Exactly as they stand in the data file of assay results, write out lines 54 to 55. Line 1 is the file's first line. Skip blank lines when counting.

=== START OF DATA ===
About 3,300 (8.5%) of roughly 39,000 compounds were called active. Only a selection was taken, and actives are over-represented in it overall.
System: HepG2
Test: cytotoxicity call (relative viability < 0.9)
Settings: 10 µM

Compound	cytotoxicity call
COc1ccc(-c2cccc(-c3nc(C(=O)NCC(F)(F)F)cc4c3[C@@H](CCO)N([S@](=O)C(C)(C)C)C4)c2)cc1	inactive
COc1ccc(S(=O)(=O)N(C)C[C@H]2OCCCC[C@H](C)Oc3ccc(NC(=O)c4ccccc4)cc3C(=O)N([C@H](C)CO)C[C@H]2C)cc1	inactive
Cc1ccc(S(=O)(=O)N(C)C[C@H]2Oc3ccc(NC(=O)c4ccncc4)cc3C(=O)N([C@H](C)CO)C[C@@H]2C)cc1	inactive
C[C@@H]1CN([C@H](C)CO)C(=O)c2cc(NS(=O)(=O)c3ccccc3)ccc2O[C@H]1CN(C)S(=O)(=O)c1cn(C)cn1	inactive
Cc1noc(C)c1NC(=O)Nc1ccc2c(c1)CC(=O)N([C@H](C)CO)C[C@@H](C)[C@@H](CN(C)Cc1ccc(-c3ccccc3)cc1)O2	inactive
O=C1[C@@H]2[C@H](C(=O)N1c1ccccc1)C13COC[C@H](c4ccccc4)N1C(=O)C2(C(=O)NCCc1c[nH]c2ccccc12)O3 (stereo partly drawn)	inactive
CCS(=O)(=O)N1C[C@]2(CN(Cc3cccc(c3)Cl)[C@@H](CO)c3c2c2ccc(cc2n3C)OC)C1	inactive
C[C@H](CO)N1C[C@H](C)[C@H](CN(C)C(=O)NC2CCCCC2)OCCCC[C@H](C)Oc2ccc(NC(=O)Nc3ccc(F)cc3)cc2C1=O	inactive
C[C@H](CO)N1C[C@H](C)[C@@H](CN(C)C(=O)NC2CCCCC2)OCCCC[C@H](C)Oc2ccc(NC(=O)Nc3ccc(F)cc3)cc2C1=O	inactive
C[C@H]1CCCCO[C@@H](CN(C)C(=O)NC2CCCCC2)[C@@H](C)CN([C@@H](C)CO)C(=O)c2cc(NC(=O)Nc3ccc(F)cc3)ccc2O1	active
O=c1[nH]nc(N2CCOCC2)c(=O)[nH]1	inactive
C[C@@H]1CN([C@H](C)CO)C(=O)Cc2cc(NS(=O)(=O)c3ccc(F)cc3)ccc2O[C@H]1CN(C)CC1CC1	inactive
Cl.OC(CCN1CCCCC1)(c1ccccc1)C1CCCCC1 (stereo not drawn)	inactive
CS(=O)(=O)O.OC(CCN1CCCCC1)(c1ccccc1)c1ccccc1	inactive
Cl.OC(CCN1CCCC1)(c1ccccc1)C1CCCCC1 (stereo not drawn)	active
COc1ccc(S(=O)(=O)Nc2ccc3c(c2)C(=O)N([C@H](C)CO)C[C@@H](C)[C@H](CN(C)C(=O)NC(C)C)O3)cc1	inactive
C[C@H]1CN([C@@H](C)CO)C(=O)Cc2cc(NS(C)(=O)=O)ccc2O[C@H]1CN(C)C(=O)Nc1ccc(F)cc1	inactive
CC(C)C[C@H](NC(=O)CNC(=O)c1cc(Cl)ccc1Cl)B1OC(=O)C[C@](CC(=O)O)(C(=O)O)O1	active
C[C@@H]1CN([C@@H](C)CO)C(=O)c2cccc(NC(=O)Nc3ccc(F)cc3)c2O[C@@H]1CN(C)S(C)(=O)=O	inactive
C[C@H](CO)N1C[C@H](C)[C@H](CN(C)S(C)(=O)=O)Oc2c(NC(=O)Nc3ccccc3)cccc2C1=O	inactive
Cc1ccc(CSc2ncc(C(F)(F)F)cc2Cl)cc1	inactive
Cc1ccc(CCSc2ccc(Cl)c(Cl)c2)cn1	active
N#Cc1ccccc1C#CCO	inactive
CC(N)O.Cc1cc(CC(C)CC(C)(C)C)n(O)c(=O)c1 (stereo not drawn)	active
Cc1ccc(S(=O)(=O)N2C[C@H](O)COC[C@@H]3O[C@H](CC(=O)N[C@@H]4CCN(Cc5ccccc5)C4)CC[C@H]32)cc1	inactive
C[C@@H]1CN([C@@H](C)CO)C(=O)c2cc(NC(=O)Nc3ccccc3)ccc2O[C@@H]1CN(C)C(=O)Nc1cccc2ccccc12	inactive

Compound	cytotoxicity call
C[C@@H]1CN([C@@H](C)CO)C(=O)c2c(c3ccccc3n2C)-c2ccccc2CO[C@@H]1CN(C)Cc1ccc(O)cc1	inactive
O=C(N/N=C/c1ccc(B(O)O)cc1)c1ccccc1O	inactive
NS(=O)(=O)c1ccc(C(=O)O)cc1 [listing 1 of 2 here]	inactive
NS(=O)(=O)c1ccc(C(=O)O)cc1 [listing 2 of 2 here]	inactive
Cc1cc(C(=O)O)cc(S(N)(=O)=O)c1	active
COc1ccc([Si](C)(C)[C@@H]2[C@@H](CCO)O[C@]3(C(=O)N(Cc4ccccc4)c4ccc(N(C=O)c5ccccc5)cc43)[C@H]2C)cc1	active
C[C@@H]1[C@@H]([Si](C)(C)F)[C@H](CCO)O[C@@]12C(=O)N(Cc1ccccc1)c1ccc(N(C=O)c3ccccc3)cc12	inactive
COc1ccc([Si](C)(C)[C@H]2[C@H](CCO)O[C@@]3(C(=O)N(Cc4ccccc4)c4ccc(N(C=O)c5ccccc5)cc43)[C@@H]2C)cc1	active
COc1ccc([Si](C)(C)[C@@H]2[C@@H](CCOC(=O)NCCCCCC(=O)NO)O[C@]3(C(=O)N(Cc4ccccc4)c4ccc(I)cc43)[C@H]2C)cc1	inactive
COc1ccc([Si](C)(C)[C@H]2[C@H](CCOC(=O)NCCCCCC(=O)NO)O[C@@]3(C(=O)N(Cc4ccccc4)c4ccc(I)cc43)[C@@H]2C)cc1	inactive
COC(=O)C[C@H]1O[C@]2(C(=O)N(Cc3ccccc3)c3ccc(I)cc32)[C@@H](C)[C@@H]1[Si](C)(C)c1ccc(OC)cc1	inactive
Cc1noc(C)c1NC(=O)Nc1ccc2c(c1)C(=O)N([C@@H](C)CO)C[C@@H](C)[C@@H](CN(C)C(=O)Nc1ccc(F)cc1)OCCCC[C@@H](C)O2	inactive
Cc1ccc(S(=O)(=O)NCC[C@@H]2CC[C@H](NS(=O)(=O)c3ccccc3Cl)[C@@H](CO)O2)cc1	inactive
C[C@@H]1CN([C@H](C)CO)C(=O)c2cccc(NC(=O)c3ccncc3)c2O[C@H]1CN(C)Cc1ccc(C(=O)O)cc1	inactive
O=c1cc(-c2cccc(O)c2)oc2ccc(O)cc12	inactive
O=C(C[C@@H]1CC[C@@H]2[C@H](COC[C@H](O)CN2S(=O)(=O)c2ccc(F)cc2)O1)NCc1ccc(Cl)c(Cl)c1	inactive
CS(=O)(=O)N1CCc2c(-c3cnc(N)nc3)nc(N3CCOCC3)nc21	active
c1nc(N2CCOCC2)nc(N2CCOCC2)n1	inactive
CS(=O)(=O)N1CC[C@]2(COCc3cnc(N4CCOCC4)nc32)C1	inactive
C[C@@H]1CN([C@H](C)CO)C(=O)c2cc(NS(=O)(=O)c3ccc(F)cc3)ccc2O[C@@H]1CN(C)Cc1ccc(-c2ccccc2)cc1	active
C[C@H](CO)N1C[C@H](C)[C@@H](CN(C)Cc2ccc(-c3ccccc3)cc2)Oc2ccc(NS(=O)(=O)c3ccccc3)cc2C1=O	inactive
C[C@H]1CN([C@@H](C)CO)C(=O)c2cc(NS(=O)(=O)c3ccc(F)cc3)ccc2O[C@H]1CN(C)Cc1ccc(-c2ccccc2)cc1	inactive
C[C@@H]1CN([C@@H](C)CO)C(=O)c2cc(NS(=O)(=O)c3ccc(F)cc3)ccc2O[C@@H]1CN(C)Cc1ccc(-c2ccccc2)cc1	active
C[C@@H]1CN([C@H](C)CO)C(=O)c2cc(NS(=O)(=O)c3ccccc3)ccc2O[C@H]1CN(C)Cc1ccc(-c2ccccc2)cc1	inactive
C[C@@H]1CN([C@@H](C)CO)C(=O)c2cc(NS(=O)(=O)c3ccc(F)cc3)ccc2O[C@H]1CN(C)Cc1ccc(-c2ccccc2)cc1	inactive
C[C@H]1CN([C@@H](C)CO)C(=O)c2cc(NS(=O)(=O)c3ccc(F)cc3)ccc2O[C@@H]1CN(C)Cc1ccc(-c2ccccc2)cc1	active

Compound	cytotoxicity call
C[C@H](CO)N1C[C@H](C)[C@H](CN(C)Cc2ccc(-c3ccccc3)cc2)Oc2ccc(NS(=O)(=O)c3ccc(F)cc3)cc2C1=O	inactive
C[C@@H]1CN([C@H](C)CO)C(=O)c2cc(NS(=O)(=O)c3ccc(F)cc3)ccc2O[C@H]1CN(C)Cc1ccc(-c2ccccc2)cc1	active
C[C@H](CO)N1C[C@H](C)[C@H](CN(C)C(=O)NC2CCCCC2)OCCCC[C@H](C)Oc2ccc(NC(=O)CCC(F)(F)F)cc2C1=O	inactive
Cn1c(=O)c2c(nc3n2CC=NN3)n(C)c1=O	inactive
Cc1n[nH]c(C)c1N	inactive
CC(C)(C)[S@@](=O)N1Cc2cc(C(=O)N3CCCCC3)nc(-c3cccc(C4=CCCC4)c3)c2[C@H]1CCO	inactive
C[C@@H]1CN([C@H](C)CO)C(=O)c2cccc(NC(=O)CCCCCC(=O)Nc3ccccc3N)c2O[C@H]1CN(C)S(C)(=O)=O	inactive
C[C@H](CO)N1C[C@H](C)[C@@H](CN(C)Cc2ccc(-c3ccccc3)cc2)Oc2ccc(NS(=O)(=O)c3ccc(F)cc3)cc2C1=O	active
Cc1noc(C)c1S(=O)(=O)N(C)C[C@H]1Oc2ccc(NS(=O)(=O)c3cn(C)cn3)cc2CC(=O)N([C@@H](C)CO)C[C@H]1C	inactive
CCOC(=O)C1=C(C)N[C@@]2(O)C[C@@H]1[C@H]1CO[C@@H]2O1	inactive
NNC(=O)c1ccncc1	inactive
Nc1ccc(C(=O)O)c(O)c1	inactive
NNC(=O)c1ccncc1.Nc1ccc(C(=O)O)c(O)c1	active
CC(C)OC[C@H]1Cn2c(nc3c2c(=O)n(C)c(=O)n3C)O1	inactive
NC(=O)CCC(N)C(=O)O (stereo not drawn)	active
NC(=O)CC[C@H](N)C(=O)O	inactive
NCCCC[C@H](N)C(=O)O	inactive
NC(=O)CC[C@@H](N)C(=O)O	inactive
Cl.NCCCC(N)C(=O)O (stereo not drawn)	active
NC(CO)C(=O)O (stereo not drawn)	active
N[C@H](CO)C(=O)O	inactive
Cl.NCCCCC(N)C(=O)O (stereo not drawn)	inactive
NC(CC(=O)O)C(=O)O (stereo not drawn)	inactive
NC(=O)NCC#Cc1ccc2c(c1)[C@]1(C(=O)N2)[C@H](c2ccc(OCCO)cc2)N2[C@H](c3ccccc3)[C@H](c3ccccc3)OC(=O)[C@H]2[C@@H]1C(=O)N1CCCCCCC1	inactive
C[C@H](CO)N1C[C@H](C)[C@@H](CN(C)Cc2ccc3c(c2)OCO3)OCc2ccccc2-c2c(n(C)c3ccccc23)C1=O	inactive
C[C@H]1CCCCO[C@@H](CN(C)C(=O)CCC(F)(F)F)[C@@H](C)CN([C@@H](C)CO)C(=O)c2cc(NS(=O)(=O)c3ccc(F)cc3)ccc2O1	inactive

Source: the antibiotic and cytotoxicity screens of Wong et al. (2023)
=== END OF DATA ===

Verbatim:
C[C@H]1CN([C@@H](C)CO)C(=O)c2cc(NS(=O)(=O)c3ccc(F)cc3)ccc2O[C@H]1CN(C)Cc1ccc(-c2ccccc2)cc1	inactive
C[C@@H]1CN([C@@H](C)CO)C(=O)c2cc(NS(=O)(=O)c3ccc(F)cc3)ccc2O[C@@H]1CN(C)Cc1ccc(-c2ccccc2)cc1	active